“War is peace.” “Freedom is slavery.” “Ignorance is strength.” And now thanks to Verizon, we have a brand new Orwellian slogan: “Unlimited data plans are limiting.”
Verizon recently published a blog post written by Jack E. Gold, the founder of technology industry analyst firm J. Gold Associates LLC. The goal of Gold’s post is to explain to simpleton Verizon customers why they really shouldn’t be tempted by the unlimited data plans being offered by carriers such as Sprint and T-Mobile.
While Verizon has put up a disclaimer at the bottom of the page saying Gold’s views “may not necessarily reflect those of Verizon Wireless,” let’s be honest: There’s no way Verizon would have published this piece on its website and retweeted a link to it Monday morning if it was explaining why wireless carriers should enthusiastically support being reclassified as common carriers under Title II.
So what are Gold’s arguments that you shouldn’t want unlimited data plans? You’ll be shocked to learn that they rely on poor logic and sleights of hand.
Gold starts out by noting that if Verizon started offering unlimited data plans again, customers would consume more data, which could present traffic management issues during peak hours. This is a fairly uncontroversial view, although many experts don’t think strict data caps that slap users with overage fees are the most efficient way to manage wireless traffic at peak hours.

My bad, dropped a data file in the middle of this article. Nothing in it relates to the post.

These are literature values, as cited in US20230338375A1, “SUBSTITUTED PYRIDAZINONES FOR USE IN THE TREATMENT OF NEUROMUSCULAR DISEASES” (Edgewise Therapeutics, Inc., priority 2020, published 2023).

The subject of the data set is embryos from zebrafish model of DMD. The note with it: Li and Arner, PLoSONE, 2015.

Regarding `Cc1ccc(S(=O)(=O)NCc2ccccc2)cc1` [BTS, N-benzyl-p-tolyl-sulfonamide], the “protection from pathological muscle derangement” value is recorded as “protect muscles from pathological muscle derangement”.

Where Gold really reveals how stupid he thinks we are, however, is when he explains why we shouldn’t even want Verizon to upgrade its network to handle this increased traffic.
“Invariably, degraded networks would cause the carriers to seek upgrades to their networks to increase capacity,” he writes. “Much like highways that need to be widened for peak rush-hour traffic, this would require major investments that someone would have to pay for – that someone being the subscribers.”
This is ridiculous. If subscribers were really that fearful of price increases then they should have been begging Verizon to never upgrade from 3G to 4G. After all, the upgrade to LTE was a major investment and according to Gold, major investments are something wireless users should be fearful of.
Gold also doesn’t bother addressing the particular way Verizon has decided to enforce its data caps. T-Mobile and Sprint, which offer capped plans in addition to unlimited plans, do not charge you overage fees if you exceed your limit — instead, they just throttle your speed down. While no one likes having their connections slowed, they sure like it better than getting hit with big fines because they posted one too many photos on Instagram.
Gold’s conclusion is that Verizon’s emphasis on “keeping adequate speed and performance while allowing all users to share the limited commodity we call wireless data is the fair way to deal with wireless connectivity.” Of course, this commodity is only as “limited” as it is because Verizon has placed its own arbitrary limits on it.
We’ve seen in the past that when Sprint decides to increase data allowances on its capped plans, Verizon has quickly rushed to follow, which implies that there’s no real conflict between mobile traffic management and increased data use at this level. Instead it looks like carriers just intentionally placed very low initial limits on how much LTE subscribers could consume and hoped that no one else would call their bluffs.
Verizon, of course, would like you to believe that its spectrum-rich wireless network is a delicate flower that will wilt and die if it’s forced to undergo any further data strains at peak hours. But as we’ve observed many times in the past, Verizon also seems to think we’re all really, really stupid.